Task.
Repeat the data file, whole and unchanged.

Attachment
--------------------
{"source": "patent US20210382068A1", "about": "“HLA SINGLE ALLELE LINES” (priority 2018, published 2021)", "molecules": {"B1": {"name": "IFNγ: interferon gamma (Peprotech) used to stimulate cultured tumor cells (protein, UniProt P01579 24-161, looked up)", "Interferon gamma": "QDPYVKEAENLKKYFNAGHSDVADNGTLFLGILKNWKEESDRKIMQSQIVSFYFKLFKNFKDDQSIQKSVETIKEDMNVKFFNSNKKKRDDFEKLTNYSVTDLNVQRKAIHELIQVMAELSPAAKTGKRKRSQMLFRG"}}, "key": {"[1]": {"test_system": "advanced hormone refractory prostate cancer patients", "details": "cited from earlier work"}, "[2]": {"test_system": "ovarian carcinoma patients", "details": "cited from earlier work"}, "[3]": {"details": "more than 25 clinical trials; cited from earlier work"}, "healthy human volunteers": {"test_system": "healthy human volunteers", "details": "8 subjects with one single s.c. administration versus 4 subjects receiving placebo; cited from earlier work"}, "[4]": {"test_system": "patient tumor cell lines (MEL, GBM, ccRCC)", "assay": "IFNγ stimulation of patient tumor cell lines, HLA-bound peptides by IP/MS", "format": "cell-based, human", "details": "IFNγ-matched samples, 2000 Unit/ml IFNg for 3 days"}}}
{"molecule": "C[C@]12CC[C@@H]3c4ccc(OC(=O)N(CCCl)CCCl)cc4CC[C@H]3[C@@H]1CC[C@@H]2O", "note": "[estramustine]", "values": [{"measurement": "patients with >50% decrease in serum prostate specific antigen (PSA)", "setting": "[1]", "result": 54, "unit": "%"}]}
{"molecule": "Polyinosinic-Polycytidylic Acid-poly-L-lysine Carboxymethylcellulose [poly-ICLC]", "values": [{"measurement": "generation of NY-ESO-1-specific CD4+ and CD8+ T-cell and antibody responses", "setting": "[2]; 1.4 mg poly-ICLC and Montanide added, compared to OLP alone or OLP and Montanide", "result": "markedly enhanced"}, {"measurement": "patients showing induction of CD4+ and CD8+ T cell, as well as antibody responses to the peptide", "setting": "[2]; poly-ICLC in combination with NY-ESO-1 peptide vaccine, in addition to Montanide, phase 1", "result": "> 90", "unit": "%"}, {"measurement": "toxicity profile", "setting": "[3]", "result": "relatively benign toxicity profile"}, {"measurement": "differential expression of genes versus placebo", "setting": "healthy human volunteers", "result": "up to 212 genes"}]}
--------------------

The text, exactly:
{"source": "patent US20210382068A1", "about": "“HLA SINGLE ALLELE LINES” (priority 2018, published 2021)", "molecules": {"B1": {"name": "IFNγ: interferon gamma (Peprotech) used to stimulate cultured tumor cells (protein, UniProt P01579 24-161, looked up)", "Interferon gamma": "QDPYVKEAENLKKYFNAGHSDVADNGTLFLGILKNWKEESDRKIMQSQIVSFYFKLFKNFKDDQSIQKSVETIKEDMNVKFFNSNKKKRDDFEKLTNYSVTDLNVQRKAIHELIQVMAELSPAAKTGKRKRSQMLFRG"}}, "key": {"[1]": {"test_system": "advanced hormone refractory prostate cancer patients", "details": "cited from earlier work"}, "[2]": {"test_system": "ovarian carcinoma patients", "details": "cited from earlier work"}, "[3]": {"details": "more than 25 clinical trials; cited from earlier work"}, "healthy human volunteers": {"test_system": "healthy human volunteers", "details": "8 subjects with one single s.c. administration versus 4 subjects receiving placebo; cited from earlier work"}, "[4]": {"test_system": "patient tumor cell lines (MEL, GBM, ccRCC)", "assay": "IFNγ stimulation of patient tumor cell lines, HLA-bound peptides by IP/MS", "format": "cell-based, human", "details": "IFNγ-matched samples, 2000 Unit/ml IFNg for 3 days"}}}
{"molecule": "C[C@]12CC[C@@H]3c4ccc(OC(=O)N(CCCl)CCCl)cc4CC[C@H]3[C@@H]1CC[C@@H]2O", "note": "[estramustine]", "values": [{"measurement": "patients with >50% decrease in serum prostate specific antigen (PSA)", "setting": "[1]", "result": 54, "unit": "%"}]}
{"molecule": "Polyinosinic-Polycytidylic Acid-poly-L-lysine Carboxymethylcellulose [poly-ICLC]", "values": [{"measurement": "generation of NY-ESO-1-specific CD4+ and CD8+ T-cell and antibody responses", "setting": "[2]; 1.4 mg poly-ICLC and Montanide added, compared to OLP alone or OLP and Montanide", "result": "markedly enhanced"}, {"measurement": "patients showing induction of CD4+ and CD8+ T cell, as well as antibody responses to the peptide", "setting": "[2]; poly-ICLC in combination with NY-ESO-1 peptide vaccine, in addition to Montanide, phase 1", "result": "> 90", "unit": "%"}, {"measurement": "toxicity profile", "setting": "[3]", "result": "relatively benign toxicity profile"}, {"measurement": "differential expression of genes versus placebo", "setting": "healthy human volunteers", "result": "up to 212 genes"}]}